Tough choices can be painful. More so when a family covers those choices up. What happens when those secrets are found out? And how can perceptions of people change when you start to learn more, and even understand? Read Donna’s story to see what it was like for her.
My Father’s Father by Donna Schlachter
I learned that my grandfather was, in fact, my great-grandfather, and that my grandmother, who had just passed away, wasn’t related to me by blood at all. And that my aunt was actually my grandmother.
My father learned when he was thirteen years old that the woman he knew as his sister was actually his birth mother.
The only reason my father found out was because his “father’s” brother had died, and his son, my father’s cousin, was going through some papers, and saw the birth certificate which my grandfather asked him to keep in a safe.
My father was a very pragmatic man. He couldn’t change the circumstances, so he decided he’d just carry on. In fact, he never told the man he called Dad that he knew the truth of his birth until about twenty years later, and he never discussed the matter with the woman he called Mom, who was actually his father’s second wife, the first having died.
The idea for a book came from my father’s idea that although the story isn’t unique—many children are born out of wedlock and adopted by family—he felt that the time and the setting were. Newfoundland, in eastern Canada, during the 1930s and 1940s.
I agreed, and I wrote a “family only” version of the story, using the real names of the people involved. I spent hours recording my father as he told his story, which included his birth mother’s story, his growing-up years, and ultimately finding his birth family.
I did a lot of research into the location and the time, including connecting with the town historian, who helped fill in the gaps. We also used the journals and cashbooks kept by my grandfather in the course of his business, a grocery and dry goods store in this same town. Wonderful notations such as “air ship landed on the ice last night” sparked visions of dirigibles crash-landing. However, when I checked into it, it was a small airplane that landed quite safely because of weather in the destination city.
Another notation, “gave to garden party committee” reminded me of those grand social occasions where everybody gathered to drink tea, play lawn games, and buy baked goods and knitted goods to raise funds for one thing or another.
There were more somber notes: “Rendell Walsh missing in woods” and then three days later, “Found Rendell. Funeral tomorrow.”
I worked my way through the source documents and the oral history, filling in the blanks when memory or information failed. I cried over several chapters, including the one where my father’s birth mother mourned her own mother’s passing; when she learned she was pregnant and the father nowhere to be found; and when she handed the child over to the birth father’s family and said, “Here. This belongs to Clarence.”
Through the process, I learned more about this glamorous aunt whose lifestyle I’d always admired. When I was only about eight, I realized the family treated her life a black sheep, and I wasn’t sure why. Perhaps it was her three marriages and three divorces. Perhaps because she was a career woman who moved up the corporate ladder.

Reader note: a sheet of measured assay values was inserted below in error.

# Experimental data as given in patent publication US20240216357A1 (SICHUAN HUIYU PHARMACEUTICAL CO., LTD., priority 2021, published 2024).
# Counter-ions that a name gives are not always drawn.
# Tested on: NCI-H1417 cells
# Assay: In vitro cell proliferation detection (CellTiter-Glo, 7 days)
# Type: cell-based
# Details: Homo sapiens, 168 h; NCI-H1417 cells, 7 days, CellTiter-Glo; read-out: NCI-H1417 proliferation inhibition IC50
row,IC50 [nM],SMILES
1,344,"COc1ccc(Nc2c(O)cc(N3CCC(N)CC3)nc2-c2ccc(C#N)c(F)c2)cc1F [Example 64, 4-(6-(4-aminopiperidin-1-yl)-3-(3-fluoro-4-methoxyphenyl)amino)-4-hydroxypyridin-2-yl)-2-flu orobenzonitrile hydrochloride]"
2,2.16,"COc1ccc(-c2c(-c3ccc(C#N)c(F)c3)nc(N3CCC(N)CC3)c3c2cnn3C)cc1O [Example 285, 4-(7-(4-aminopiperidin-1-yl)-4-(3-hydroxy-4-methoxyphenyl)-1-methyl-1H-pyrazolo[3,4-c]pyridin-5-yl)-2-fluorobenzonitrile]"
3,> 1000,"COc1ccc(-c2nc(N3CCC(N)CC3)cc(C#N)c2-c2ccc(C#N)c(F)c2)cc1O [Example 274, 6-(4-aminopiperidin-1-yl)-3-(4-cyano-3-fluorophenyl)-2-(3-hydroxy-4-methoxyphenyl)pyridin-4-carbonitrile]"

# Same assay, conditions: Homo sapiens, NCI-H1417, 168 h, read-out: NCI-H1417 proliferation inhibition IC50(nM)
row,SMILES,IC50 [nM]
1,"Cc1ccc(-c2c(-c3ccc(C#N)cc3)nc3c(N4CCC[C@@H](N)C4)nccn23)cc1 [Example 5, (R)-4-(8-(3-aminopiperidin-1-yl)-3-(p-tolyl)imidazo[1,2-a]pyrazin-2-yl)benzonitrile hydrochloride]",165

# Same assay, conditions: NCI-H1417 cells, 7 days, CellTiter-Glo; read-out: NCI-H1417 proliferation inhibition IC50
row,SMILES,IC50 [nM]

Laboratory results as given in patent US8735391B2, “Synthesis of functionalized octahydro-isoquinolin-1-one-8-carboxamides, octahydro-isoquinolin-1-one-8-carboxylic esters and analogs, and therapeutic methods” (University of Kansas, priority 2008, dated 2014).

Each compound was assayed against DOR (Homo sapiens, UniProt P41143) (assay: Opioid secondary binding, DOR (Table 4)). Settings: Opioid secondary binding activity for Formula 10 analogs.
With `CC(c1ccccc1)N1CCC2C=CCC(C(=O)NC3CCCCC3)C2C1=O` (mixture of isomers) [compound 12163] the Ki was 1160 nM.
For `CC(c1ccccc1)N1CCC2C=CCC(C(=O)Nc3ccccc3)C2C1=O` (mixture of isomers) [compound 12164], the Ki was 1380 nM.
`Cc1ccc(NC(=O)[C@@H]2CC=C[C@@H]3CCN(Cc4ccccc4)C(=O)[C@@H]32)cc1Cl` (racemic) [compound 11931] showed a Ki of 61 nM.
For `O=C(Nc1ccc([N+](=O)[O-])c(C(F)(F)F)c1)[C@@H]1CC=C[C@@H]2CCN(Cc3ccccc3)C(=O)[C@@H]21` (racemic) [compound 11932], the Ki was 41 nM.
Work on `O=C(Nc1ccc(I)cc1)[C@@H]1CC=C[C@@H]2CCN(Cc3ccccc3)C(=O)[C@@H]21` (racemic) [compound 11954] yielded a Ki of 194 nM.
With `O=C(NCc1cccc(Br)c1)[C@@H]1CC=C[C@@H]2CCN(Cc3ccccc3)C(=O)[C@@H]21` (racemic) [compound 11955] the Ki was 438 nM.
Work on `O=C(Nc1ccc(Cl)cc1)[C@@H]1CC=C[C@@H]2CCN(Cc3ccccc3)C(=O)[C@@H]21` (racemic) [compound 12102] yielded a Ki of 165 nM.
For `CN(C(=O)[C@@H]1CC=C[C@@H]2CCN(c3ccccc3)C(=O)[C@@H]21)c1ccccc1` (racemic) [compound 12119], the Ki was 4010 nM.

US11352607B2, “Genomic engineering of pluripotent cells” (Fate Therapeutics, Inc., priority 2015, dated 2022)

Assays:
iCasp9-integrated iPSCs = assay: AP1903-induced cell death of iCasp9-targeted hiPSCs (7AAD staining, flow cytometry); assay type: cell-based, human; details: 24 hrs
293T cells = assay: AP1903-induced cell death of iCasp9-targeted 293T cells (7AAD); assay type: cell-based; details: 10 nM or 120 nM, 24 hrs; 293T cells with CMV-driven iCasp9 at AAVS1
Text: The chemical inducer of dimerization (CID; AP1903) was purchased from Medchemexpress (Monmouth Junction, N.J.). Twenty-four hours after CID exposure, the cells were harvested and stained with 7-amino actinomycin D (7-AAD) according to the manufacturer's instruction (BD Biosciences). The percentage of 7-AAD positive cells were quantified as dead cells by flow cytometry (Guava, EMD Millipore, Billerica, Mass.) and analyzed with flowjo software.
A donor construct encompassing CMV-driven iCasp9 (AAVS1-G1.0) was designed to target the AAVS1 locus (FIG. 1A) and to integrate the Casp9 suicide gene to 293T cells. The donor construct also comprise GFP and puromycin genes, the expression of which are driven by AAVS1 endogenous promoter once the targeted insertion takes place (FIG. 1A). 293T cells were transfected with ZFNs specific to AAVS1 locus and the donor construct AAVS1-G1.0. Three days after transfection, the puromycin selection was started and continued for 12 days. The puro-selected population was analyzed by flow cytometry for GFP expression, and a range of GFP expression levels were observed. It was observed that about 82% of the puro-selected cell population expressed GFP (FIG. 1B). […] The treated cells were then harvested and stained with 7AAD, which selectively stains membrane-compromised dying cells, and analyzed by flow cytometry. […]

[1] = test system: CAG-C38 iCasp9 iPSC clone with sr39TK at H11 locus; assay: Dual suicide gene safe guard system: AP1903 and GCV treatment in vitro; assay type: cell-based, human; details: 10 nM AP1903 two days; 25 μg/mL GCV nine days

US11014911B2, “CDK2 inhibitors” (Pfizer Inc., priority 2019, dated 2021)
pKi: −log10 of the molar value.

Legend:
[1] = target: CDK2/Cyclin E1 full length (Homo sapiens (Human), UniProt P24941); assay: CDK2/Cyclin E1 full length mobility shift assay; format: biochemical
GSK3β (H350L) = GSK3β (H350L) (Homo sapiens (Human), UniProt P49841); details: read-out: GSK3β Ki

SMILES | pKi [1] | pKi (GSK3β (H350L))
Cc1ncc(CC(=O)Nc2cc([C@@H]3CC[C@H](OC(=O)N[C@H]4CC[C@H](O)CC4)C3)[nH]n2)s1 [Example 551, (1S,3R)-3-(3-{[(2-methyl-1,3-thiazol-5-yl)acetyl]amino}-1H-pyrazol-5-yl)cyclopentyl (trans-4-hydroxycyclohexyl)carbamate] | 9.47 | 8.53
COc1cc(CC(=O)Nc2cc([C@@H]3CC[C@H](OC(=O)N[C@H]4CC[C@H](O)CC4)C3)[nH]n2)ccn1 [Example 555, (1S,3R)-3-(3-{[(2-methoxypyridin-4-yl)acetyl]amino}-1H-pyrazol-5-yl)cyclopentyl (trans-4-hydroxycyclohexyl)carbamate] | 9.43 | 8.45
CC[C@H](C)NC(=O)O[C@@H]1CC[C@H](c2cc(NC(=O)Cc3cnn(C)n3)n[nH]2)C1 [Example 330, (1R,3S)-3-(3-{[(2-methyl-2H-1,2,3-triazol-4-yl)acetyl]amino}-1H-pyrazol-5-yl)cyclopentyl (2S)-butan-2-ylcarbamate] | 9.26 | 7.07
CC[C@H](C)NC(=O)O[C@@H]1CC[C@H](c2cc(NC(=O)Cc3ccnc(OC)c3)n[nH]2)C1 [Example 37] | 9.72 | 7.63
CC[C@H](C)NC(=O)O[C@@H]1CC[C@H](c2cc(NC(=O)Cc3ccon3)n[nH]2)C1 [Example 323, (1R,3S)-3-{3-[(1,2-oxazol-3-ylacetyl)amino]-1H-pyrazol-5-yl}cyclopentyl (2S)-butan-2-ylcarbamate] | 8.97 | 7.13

Only now do I understand that perhaps the circumstances of her childhood and pregnancy caused her to make these choices.
I also came to understand more about my father and his way of thinking. The man was a genius, even as a boy of nine doing experiments in electricity, chemistry, and physics that would astound most college students today, self-taught, in the attic of the family home.
But one real eye-opener for me was seeing his birth father from a different angle. During the writing of the story, I saw him as a man who used my father’s birth mother, then dumped her for a woman with more family influence and money. The man who never acknowledged my father, even though he knew for certain who my father was, and worked in the same building with him for years, even riding in the same elevator and never making eye contact.
But once the book was published, my father’s half-siblings started talking about their father, Clarence. He was a loving man, faithful to his wife, making sure his children had the best education money could buy.
This was not the man I’d imagined.
In fact, he was just like my father.
Donna Schlachter pens historical suspense while her alter ego, Leeann Betts, writes contemporary suspense. Donna’s recent releases include Nuggets of Writing Gold and a collection of short stories, Second Chances and Second Cups. She plans to release her father’s story in the market version, with names changed to protect the guilty, in the Fall of 2016. Her books and her pen name’s books are available at Amazon.com and Smashwords.com. You can follow Donna at www.HiStoryThruTheAges.wordpress.com and Leeann at www.AllBettsAreOff.wordpress.com.
Let’s talk about this. Proverbs 18:17 says, “The first to speak in court sounds right–until the cross examination begins. There’s always, always, always two sides to a story. But when we’re hurt or someone we love’s been hurt, it’s hard to see the other side. It’s hard to have the strength and courage to even look. That’s where prayer comes in. The next time you hear a scandalous story, or maybe simply a nugget of gossip, pause to pray. Ask God to show the situation or person through His eyes. You may be surprised by what He reveals.
Can you relate to Donna’s story, and if so, how? Share your thoughts in the comments below.